Friday, February 11, 2011

Pfeffer Prefers Incitement

Whether Anshel Pfeffer is still wearing a kippah I do not know. I do know, ,though, that he is firmly in line with his employer's outlook on religion, that being Haaretz where he writes. I first met him in the late 1990s when he was a reporter on KolHair, the Haaretz Jerusalem weekly. He contributes to, what else, The Guardian.

Here is a forthright statement of his today:

...there is a world of difference between the Islamist and the Israeli ultra-Orthodox religious-right establishments, but they have one trait in common, and that is fundamentalism. They share a firm and unshakable belief that in every instance, their religious code is supreme over all man-made legal systems, especially democracy. In other words, sharia or halakha trumps every other consideration.

That doesn't read that bad even if, as we know, in comparing two things, especially two socio-cultural aspects like religion, one is in danger in persuading your reader, or listener, that the two things are always equal and in all circumstances. And the additional dange is not only mixing up people but that your own journalistic rhetoric becomes incitement itself. And that is what he does in his opening paragraphs:-

A few months from now, Egypt may come under the rule of a government dominated by the Muslim Brotherhood, whose supreme spiritual leader said just a few years ago that God would "destroy the seed of the Jews and extirpate them from the world. These Jews are accursed scoundrels, crying crocodile tears while they murder people; it is forbidden to have any mercy on them. We have to destroy them with great missiles."

And if you think this is populist scare-mongering, and that this represents only one benighted faction of the popular Egyptian movement, here is what the leader of a rival faction of the Brotherhood said about Israeli civilians: "There is nothing in Islamic law about consideration for innocents in time of war." And lest there be any mistake, his secretary explained that "there is no problem with killing Jewish civilians, because the entire population supports Israeli terror."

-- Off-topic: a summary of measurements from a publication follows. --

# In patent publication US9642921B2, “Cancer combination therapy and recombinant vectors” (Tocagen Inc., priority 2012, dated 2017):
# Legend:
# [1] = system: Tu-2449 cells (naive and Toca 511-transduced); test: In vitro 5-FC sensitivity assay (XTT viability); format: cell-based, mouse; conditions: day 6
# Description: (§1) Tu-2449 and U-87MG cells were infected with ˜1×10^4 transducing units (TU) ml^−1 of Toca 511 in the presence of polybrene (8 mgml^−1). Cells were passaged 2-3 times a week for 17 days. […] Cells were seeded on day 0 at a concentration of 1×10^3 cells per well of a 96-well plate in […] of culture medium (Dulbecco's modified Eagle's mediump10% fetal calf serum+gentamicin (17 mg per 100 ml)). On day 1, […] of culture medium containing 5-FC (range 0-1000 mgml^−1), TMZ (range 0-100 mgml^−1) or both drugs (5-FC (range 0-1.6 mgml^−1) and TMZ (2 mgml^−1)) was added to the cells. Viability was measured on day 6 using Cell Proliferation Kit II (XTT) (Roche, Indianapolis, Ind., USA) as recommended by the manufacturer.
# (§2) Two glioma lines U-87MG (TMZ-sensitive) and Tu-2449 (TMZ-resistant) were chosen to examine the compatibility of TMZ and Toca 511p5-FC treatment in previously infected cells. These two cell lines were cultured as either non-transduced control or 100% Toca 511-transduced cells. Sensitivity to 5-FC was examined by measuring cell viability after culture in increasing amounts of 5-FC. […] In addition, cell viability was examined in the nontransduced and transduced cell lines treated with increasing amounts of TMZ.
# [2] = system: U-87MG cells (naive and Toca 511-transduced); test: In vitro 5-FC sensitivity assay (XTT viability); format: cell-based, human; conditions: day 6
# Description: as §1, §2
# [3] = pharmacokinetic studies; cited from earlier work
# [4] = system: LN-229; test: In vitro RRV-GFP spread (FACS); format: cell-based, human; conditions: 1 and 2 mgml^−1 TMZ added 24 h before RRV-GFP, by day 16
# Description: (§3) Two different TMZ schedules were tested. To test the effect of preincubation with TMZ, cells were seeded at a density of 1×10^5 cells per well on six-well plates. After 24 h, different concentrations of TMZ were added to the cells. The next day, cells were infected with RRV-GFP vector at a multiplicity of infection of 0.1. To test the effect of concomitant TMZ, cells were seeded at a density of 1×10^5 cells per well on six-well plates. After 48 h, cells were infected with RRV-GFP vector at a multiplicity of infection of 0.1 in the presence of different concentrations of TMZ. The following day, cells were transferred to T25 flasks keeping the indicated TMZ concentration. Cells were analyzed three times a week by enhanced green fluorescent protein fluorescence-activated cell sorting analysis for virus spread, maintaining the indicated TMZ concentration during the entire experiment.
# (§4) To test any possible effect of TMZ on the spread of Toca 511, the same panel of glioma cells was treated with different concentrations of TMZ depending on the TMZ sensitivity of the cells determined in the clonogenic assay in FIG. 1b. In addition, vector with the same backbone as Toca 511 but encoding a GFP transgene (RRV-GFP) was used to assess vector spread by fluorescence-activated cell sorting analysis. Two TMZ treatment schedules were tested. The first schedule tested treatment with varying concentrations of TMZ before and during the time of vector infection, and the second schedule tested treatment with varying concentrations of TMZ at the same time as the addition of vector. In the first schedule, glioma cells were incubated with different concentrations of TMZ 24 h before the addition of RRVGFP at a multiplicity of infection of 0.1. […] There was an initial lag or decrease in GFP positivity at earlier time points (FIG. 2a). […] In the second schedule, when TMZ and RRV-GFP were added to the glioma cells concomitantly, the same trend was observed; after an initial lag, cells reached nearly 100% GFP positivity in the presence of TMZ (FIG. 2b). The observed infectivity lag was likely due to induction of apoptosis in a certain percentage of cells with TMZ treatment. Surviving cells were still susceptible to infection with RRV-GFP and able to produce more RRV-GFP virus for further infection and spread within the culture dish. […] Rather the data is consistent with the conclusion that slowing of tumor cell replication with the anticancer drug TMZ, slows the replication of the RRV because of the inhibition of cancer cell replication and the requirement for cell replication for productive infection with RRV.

It's quite a nightmarish scenario just over the Negev border - except that it isn't happening in the land of the Nile, but right here in Zion. Substitute "Arab" for the words "Jewish" and "Israeli" and you have a representative sample of the teachings of rabbis Ovadia Yosef and Dov Lior...

But he does manage to salvage his liberal outlook when he makes this point, which should be obvious to anyone in a democratic society: inflammatory as their statements are, a police investigation is not the way to counter their influence. It will only confer martyr status on them and do nothing to encourage their followers to adopt a more democratic stance. These rabbis are the enemies of democracy, and we shouldn't hand them the achievement of an erosion of a basic democratic right. The laws against incitement should be used as sparingly as possible, only in cases when there is a clear and direct call for violence.

Basic Jewish values and outlook are debatable and that is what the book was engaged in. It was not a political tract and it needs be challenged but Israel still has to find it's way as the so-called liberal and progressive forces that have the power to sway judges, police and government officials are the more illiberal elements on the scene.


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